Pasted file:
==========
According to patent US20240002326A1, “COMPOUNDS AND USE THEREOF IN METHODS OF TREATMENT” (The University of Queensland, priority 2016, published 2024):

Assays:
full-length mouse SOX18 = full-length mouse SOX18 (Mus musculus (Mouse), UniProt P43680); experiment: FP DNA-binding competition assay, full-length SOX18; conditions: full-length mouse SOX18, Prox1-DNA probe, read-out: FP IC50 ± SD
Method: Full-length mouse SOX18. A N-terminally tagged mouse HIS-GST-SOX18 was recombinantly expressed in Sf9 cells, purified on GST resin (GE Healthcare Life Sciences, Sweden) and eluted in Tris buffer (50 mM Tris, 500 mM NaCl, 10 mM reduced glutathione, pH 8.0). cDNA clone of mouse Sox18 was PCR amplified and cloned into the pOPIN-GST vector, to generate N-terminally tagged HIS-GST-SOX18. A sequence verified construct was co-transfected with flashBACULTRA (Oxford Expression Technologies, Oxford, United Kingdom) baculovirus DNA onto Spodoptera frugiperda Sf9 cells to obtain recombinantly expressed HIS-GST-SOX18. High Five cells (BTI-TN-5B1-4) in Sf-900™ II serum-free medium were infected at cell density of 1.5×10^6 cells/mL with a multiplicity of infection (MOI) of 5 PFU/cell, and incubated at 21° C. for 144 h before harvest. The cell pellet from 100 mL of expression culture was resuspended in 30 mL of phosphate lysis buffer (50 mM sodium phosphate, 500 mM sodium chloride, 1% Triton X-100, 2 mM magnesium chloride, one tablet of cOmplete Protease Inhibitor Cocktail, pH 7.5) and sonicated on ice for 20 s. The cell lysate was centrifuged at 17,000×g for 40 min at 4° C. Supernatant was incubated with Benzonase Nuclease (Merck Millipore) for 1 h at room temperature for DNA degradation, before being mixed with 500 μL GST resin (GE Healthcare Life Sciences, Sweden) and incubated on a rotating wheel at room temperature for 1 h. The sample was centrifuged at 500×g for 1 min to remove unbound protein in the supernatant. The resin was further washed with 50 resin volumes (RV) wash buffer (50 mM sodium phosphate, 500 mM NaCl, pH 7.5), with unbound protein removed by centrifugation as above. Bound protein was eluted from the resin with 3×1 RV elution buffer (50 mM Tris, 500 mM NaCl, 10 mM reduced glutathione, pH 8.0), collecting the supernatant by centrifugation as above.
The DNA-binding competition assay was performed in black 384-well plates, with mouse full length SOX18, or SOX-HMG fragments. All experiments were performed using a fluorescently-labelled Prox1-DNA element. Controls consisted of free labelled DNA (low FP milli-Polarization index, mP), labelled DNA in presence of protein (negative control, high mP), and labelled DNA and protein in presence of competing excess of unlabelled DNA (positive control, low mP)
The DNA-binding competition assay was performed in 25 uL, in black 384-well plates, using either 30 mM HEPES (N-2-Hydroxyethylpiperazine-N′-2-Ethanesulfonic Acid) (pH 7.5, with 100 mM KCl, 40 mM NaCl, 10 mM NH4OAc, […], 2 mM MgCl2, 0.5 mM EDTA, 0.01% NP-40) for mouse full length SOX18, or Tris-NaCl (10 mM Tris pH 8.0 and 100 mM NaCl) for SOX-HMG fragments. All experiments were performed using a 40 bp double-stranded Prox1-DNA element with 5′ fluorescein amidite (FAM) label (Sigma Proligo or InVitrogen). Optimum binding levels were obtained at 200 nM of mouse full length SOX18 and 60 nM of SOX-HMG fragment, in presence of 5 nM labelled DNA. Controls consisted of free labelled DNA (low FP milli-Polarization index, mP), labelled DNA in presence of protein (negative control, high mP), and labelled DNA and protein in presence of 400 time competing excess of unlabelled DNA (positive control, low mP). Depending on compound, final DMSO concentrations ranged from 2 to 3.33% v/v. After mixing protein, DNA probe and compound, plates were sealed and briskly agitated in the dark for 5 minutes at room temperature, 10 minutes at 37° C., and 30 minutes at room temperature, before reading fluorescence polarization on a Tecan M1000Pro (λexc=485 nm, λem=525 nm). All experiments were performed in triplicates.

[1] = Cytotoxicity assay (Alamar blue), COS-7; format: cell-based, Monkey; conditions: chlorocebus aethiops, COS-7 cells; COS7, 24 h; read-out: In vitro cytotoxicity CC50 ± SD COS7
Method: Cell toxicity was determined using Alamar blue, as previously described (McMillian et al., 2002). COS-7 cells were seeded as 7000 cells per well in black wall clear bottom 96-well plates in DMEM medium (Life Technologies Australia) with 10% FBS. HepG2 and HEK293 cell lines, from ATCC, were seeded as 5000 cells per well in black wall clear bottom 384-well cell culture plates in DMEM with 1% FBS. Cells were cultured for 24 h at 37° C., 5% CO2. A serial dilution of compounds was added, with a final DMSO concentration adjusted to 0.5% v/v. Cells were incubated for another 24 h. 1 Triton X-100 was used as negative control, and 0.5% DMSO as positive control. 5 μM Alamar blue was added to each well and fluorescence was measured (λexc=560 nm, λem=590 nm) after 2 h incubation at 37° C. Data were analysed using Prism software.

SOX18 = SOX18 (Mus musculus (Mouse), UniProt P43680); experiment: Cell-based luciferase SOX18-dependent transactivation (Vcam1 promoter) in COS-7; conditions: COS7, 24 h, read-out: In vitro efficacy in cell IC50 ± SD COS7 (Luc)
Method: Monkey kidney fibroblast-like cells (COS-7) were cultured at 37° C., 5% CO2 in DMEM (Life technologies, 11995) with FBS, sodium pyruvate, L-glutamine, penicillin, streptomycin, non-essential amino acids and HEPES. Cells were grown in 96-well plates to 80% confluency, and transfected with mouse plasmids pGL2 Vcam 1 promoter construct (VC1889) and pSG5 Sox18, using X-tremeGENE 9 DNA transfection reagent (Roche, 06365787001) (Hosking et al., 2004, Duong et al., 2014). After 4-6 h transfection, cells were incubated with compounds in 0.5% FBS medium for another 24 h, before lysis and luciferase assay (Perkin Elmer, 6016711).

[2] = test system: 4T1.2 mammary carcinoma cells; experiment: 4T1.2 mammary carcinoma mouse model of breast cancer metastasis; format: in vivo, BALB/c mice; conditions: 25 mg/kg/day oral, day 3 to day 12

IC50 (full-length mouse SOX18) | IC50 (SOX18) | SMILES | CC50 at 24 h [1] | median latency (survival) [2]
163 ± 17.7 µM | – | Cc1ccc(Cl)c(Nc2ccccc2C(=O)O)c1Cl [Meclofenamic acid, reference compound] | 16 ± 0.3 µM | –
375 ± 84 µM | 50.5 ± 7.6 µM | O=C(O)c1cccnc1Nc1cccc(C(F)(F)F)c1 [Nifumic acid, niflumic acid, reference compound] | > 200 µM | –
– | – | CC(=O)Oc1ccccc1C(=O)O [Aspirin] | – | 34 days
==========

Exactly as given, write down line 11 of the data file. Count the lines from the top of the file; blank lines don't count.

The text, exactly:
[2] = test system: 4T1.2 mammary carcinoma cells; experiment: 4T1.2 mammary carcinoma mouse model of breast cancer metastasis; format: in vivo, BALB/c mice; conditions: 25 mg/kg/day oral, day 3 to day 12